In the final minutes before cutoff, a proposal that might put Washington on a "path to universal health care" was voted out of the Senate.
Republicans tried to force the bill off the legislative schedule by asking the Senators to consider other bills, proposing a bunch of idiotic amendments, rambling on about Venezuela, and telling long stories about Canadians they met on airplanes. Those efforts ultimately failed.
As I wrote a few weeks ago, the bill would convene a work group to explore ways to make a "just transition" to single-payer, compare various financing mechanisms, examine possible transparency issues in order to determine why insurance and care cost so much, and consider the option of partnering with other states to create a regional single-payer system.
In her concluding remarks, Sen. Emily Randall, who sponsored the bill, told the story of her sister's struggle with microcephaly. The Legislature's decision to expand Medicaid, she said, helped her sister live a full life until she passed away at 19. Her sister's story pushed Randall to work in health care advocacy for years. "Washington has been a part of leading our health care expansion for so long, and I'm so excited to continue that work now," she said.
Over the phone, Randall called Republican efforts to slow roll the bill with dumb amendments “disappointing.”
“The amendments were in the spirit of weighing us down and stripping the credibility of our work,” Randall said. “Real people in Washington are struggling to get health care, and the idea that anyone would treat this with anything other than the utmost seriousness was frustrating.”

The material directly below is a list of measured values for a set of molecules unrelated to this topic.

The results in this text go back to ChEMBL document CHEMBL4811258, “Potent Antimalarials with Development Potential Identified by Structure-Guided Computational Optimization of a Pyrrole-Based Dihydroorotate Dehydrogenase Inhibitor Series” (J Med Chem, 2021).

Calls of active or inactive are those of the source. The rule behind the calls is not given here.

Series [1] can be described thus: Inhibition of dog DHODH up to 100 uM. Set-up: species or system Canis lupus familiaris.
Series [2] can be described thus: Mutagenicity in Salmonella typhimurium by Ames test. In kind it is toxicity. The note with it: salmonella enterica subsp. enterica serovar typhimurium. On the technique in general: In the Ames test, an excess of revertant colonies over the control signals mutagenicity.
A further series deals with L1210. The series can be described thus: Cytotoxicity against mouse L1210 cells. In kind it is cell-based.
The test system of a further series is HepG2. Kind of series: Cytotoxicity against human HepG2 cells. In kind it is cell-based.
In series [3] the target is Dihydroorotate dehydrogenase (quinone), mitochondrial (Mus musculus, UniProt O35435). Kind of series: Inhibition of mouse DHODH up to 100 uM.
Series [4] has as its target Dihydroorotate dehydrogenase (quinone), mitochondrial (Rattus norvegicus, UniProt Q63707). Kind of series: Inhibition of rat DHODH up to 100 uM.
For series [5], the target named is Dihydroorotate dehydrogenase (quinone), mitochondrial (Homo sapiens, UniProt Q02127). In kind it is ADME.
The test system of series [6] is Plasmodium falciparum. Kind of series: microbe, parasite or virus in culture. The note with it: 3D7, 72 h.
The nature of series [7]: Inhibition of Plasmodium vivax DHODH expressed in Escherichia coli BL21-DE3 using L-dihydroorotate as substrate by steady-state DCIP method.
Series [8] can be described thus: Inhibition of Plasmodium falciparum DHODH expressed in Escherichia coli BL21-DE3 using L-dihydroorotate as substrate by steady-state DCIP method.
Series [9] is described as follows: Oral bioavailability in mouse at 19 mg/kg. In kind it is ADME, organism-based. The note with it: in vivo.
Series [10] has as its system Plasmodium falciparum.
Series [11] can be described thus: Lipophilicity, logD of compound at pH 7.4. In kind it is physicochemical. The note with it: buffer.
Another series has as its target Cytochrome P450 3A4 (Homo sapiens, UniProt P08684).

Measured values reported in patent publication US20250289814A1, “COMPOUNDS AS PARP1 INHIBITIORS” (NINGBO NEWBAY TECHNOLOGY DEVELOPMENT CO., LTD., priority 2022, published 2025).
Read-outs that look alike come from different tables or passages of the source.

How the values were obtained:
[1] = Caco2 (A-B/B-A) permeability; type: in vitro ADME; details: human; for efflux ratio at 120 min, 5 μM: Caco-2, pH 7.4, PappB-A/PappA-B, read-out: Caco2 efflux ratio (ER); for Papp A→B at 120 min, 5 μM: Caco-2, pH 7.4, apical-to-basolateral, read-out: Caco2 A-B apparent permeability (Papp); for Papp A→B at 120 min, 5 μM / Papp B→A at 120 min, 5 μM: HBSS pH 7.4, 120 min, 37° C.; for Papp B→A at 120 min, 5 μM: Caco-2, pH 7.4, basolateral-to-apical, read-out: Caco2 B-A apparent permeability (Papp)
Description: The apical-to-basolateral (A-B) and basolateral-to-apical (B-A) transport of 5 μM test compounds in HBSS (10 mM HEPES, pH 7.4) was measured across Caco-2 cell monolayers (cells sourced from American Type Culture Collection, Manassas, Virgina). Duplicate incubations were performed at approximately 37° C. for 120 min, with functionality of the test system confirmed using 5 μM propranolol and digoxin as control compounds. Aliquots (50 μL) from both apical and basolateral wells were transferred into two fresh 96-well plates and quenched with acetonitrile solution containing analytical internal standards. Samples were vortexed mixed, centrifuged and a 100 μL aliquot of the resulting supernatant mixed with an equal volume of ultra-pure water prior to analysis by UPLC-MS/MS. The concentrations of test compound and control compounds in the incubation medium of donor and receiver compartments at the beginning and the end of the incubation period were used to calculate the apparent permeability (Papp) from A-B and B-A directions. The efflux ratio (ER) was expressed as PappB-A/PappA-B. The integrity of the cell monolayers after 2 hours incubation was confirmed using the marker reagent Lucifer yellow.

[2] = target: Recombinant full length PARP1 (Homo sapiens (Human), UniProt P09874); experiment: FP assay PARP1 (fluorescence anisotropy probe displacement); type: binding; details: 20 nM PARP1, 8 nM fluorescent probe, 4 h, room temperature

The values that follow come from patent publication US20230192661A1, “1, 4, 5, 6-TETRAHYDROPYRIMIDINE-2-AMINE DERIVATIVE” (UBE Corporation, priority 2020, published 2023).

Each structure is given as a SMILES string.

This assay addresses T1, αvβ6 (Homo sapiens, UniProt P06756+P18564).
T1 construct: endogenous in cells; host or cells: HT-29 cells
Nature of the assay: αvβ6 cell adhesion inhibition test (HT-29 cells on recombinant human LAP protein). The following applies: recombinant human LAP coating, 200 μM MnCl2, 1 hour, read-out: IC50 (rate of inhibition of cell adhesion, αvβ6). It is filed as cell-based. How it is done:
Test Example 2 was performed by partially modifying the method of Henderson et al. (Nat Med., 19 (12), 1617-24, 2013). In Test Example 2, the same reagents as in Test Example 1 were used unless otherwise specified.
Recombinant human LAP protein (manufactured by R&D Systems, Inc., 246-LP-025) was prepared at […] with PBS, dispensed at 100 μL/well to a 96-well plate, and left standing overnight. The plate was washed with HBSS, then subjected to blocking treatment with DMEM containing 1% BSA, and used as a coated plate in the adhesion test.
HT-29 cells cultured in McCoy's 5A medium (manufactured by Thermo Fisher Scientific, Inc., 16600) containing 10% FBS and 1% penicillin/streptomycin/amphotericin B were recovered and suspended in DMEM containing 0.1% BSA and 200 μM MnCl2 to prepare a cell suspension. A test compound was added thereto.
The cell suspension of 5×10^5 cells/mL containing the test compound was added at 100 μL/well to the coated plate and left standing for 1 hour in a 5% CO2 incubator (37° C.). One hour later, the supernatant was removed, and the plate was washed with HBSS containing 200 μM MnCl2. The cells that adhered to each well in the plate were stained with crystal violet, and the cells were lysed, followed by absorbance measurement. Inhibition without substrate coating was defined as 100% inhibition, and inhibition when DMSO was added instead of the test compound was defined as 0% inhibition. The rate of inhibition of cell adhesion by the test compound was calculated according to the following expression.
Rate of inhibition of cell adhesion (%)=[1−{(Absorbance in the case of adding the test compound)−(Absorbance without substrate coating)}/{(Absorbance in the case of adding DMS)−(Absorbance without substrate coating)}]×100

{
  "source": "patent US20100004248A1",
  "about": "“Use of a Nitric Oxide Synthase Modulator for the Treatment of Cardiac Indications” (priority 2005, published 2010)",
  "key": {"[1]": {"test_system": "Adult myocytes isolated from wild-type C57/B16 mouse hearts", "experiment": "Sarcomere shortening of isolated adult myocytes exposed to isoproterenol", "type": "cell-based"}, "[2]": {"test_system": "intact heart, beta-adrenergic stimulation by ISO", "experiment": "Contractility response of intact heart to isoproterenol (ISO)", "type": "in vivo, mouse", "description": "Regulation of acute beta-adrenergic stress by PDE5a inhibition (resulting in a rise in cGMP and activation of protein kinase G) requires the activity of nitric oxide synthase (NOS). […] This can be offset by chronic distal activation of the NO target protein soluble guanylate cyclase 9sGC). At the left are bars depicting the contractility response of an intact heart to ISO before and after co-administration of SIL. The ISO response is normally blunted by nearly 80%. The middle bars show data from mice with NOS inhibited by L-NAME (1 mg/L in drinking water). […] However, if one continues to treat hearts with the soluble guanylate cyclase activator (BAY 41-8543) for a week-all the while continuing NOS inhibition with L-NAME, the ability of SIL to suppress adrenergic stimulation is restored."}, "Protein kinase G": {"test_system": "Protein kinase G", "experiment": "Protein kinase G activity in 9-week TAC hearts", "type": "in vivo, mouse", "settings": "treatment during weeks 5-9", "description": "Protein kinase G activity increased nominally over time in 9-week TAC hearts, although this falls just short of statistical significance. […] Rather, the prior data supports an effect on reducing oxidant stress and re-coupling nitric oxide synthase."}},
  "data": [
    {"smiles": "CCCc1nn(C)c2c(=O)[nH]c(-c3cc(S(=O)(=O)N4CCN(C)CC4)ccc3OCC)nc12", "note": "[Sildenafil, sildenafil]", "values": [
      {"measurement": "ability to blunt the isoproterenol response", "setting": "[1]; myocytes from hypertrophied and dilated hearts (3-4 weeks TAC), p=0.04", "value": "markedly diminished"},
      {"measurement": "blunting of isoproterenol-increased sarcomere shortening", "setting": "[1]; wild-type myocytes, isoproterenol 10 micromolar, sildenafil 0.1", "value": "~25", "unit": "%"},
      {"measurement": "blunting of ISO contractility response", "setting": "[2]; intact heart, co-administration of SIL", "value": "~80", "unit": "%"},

Randall is hopeful the bill will get a vote on the floor of the House despite the fact that House leadership let its companion bill die before the cutoff. Randall said she’s sitting down with House Speaker Frank Chopp tomorrow to make her case. “I’m going to impart to him the importance of this bill to the community that we both came from,” she said.
"This is the most comprehensive step our state has ever taken toward achieving the goal of universal health care," said Bevin McLeod, founder of the Alliance for a Healthy Washington.
"The fact that Senate leadership put this as the 5 o’clock cutoff bill—that was a demonstration of the Senate highlighting this as an important bill. That's never happened before," she added.
McLeod said she "firmly believes" lawmakers will take seriously the study's recommendations, and that they will put forward universal health care legislation in the coming sessions.
Though the legislation is a watered down version of what could have been, lawmakers said they had to scale back their ambition of passing a state-based single-payer bill due to inaction in the U.S. Congress. In order for the system to be financially viable, the state would need to secure Obamacare and Medicaid waivers from the federal government, and that just isn't going to happen in the next two years. Creating a work group that can study the issue and file a report by November 15 of next year, however, can happen. So they're going with that.
Sen. Frockt's public option bill, which he's pushing at the behest of Gov. Inslee, passed the chamber, too. But that bill sucks.